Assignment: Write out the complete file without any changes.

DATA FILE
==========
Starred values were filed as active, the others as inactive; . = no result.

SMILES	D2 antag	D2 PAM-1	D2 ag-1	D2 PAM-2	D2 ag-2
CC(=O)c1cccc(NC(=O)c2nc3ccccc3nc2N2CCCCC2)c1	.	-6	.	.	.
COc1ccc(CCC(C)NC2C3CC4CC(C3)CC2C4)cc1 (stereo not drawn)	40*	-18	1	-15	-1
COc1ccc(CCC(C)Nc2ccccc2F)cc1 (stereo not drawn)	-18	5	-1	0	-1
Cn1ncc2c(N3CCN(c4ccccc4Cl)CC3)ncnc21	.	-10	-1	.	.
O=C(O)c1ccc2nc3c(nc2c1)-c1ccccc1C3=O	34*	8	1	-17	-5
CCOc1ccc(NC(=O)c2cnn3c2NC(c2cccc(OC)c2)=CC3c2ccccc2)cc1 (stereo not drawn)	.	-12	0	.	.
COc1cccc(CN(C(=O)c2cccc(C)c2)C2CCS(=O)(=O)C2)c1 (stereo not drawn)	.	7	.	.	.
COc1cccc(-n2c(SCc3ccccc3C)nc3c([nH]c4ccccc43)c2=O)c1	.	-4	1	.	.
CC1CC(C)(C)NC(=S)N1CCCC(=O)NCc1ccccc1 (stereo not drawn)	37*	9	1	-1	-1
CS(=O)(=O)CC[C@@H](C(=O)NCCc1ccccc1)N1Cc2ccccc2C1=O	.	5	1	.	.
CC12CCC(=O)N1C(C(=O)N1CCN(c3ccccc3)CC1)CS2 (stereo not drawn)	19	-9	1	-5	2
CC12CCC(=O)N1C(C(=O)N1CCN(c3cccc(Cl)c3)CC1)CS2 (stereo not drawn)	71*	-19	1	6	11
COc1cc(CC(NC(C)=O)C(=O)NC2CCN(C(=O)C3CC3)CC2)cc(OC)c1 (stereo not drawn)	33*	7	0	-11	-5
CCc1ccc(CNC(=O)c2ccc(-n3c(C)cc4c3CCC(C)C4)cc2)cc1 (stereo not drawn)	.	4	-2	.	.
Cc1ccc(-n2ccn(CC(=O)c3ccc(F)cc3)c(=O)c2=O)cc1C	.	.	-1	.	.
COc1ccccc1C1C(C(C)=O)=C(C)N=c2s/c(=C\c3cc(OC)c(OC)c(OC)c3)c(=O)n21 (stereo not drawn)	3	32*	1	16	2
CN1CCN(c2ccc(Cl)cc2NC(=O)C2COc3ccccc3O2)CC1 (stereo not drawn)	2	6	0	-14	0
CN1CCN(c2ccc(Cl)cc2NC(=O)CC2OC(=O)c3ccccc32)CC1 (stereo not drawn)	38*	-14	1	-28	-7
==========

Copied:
Starred values were filed as active, the others as inactive; . = no result.

SMILES	D2 antag	D2 PAM-1	D2 ag-1	D2 PAM-2	D2 ag-2
CC(=O)c1cccc(NC(=O)c2nc3ccccc3nc2N2CCCCC2)c1	.	-6	.	.	.
COc1ccc(CCC(C)NC2C3CC4CC(C3)CC2C4)cc1 (stereo not drawn)	40*	-18	1	-15	-1
COc1ccc(CCC(C)Nc2ccccc2F)cc1 (stereo not drawn)	-18	5	-1	0	-1
Cn1ncc2c(N3CCN(c4ccccc4Cl)CC3)ncnc21	.	-10	-1	.	.
O=C(O)c1ccc2nc3c(nc2c1)-c1ccccc1C3=O	34*	8	1	-17	-5
CCOc1ccc(NC(=O)c2cnn3c2NC(c2cccc(OC)c2)=CC3c2ccccc2)cc1 (stereo not drawn)	.	-12	0	.	.
COc1cccc(CN(C(=O)c2cccc(C)c2)C2CCS(=O)(=O)C2)c1 (stereo not drawn)	.	7	.	.	.
COc1cccc(-n2c(SCc3ccccc3C)nc3c([nH]c4ccccc43)c2=O)c1	.	-4	1	.	.
CC1CC(C)(C)NC(=S)N1CCCC(=O)NCc1ccccc1 (stereo not drawn)	37*	9	1	-1	-1
CS(=O)(=O)CC[C@@H](C(=O)NCCc1ccccc1)N1Cc2ccccc2C1=O	.	5	1	.	.
CC12CCC(=O)N1C(C(=O)N1CCN(c3ccccc3)CC1)CS2 (stereo not drawn)	19	-9	1	-5	2
CC12CCC(=O)N1C(C(=O)N1CCN(c3cccc(Cl)c3)CC1)CS2 (stereo not drawn)	71*	-19	1	6	11
COc1cc(CC(NC(C)=O)C(=O)NC2CCN(C(=O)C3CC3)CC2)cc(OC)c1 (stereo not drawn)	33*	7	0	-11	-5
CCc1ccc(CNC(=O)c2ccc(-n3c(C)cc4c3CCC(C)C4)cc2)cc1 (stereo not drawn)	.	4	-2	.	.
Cc1ccc(-n2ccn(CC(=O)c3ccc(F)cc3)c(=O)c2=O)cc1C	.	.	-1	.	.
COc1ccccc1C1C(C(C)=O)=C(C)N=c2s/c(=C\c3cc(OC)c(OC)c(OC)c3)c(=O)n21 (stereo not drawn)	3	32*	1	16	2
CN1CCN(c2ccc(Cl)cc2NC(=O)C2COc3ccccc3O2)CC1 (stereo not drawn)	2	6	0	-14	0
CN1CCN(c2ccc(Cl)cc2NC(=O)CC2OC(=O)c3ccccc32)CC1 (stereo not drawn)	38*	-14	1	-28	-7